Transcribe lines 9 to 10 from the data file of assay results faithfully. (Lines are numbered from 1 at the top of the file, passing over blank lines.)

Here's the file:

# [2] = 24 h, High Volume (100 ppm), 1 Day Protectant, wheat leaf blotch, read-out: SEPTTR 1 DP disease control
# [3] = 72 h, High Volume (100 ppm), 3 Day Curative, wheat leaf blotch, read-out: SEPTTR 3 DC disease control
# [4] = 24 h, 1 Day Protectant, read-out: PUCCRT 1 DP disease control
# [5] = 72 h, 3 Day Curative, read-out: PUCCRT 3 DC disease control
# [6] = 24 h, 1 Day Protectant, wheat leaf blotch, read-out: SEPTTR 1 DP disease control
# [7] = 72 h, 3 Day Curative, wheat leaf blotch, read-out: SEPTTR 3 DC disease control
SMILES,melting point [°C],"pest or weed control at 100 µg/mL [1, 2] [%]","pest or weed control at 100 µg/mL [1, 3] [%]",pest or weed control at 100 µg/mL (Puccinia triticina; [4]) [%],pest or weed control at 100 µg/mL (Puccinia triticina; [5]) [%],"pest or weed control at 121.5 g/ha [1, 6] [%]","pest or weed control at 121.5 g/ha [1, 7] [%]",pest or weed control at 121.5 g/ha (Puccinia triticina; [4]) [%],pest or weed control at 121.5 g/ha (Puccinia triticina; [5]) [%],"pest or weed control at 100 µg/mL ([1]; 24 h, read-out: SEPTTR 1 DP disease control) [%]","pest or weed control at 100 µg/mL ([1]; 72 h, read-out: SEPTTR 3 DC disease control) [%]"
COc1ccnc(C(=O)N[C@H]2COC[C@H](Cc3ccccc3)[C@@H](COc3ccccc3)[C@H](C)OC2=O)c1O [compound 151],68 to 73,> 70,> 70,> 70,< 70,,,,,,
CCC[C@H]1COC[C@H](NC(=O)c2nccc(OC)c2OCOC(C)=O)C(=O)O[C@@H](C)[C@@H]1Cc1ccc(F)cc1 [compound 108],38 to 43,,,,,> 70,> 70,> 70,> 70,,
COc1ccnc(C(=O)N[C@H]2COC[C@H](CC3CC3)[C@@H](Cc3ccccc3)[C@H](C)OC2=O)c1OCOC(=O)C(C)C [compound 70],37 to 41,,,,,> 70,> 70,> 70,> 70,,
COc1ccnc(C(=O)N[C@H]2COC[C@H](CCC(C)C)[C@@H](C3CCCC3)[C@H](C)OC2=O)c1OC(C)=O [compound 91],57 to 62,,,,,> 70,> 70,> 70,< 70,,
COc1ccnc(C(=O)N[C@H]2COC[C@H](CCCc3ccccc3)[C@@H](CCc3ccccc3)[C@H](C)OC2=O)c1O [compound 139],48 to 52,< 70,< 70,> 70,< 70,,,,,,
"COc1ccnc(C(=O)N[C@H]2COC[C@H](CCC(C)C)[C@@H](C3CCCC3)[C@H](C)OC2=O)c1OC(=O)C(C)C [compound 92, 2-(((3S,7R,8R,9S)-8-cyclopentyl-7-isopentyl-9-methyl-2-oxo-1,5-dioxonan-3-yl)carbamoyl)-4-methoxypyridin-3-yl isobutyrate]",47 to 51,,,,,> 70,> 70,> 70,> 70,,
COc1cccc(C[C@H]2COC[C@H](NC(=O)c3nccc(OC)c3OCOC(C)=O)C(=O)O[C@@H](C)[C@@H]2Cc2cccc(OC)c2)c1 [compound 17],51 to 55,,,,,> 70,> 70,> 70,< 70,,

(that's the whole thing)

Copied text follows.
CCC[C@H]1COC[C@H](NC(=O)c2nccc(OC)c2OCOC(C)=O)C(=O)O[C@@H](C)[C@@H]1Cc1ccc(F)cc1 [compound 108],38 to 43,,,,,> 70,> 70,> 70,> 70,,
COc1ccnc(C(=O)N[C@H]2COC[C@H](CC3CC3)[C@@H](Cc3ccccc3)[C@H](C)OC2=O)c1OCOC(=O)C(C)C [compound 70],37 to 41,,,,,> 70,> 70,> 70,> 70,,